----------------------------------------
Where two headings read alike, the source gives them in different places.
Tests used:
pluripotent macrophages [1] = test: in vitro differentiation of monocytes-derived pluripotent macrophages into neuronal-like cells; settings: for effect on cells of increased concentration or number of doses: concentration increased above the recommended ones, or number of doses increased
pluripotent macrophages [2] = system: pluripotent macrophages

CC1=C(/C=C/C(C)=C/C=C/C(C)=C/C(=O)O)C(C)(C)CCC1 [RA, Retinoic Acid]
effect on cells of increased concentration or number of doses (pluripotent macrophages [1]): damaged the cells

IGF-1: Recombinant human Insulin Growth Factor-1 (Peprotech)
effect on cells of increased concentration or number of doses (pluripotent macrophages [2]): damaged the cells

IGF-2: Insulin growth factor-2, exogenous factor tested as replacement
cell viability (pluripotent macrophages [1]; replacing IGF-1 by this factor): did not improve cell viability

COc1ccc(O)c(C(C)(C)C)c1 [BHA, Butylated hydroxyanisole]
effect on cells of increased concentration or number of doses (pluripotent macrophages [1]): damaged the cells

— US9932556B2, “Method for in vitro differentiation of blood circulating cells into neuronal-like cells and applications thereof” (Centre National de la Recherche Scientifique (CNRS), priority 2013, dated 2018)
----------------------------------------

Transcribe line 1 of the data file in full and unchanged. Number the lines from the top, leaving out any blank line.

Where two headings read alike, the source gives them in different places.